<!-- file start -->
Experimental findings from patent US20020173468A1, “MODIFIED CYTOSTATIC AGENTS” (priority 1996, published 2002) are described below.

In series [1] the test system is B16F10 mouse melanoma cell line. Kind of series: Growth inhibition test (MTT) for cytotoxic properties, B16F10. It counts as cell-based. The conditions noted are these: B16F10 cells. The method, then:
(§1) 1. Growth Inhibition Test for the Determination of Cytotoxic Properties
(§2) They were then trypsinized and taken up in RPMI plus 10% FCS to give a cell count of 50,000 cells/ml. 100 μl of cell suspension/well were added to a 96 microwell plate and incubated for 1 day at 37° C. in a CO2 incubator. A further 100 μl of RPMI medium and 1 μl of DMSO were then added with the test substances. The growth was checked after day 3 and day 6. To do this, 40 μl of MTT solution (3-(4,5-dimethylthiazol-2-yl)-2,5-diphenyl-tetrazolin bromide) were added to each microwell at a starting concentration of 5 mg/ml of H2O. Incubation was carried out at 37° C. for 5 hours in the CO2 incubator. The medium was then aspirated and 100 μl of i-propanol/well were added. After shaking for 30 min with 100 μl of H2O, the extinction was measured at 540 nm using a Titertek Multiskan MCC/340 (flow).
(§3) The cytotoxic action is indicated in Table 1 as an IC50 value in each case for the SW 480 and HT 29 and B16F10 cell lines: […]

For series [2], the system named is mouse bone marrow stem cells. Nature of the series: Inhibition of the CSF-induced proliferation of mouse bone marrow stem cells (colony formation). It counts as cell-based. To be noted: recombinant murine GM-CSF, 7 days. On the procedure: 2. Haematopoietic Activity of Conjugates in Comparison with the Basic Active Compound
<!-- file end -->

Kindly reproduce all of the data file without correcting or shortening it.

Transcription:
Experimental findings from patent US20020173468A1, “MODIFIED CYTOSTATIC AGENTS” (priority 1996, published 2002) are described below.

In series [1] the test system is B16F10 mouse melanoma cell line. Kind of series: Growth inhibition test (MTT) for cytotoxic properties, B16F10. It counts as cell-based. The conditions noted are these: B16F10 cells. The method, then:
(§1) 1. Growth Inhibition Test for the Determination of Cytotoxic Properties
(§2) They were then trypsinized and taken up in RPMI plus 10% FCS to give a cell count of 50,000 cells/ml. 100 μl of cell suspension/well were added to a 96 microwell plate and incubated for 1 day at 37° C. in a CO2 incubator. A further 100 μl of RPMI medium and 1 μl of DMSO were then added with the test substances. The growth was checked after day 3 and day 6. To do this, 40 μl of MTT solution (3-(4,5-dimethylthiazol-2-yl)-2,5-diphenyl-tetrazolin bromide) were added to each microwell at a starting concentration of 5 mg/ml of H2O. Incubation was carried out at 37° C. for 5 hours in the CO2 incubator. The medium was then aspirated and 100 μl of i-propanol/well were added. After shaking for 30 min with 100 μl of H2O, the extinction was measured at 540 nm using a Titertek Multiskan MCC/340 (flow).
(§3) The cytotoxic action is indicated in Table 1 as an IC50 value in each case for the SW 480 and HT 29 and B16F10 cell lines: […]

For series [2], the system named is mouse bone marrow stem cells. Nature of the series: Inhibition of the CSF-induced proliferation of mouse bone marrow stem cells (colony formation). It counts as cell-based. To be noted: recombinant murine GM-CSF, 7 days. On the procedure: 2. Haematopoietic Activity of Conjugates in Comparison with the Basic Active Compound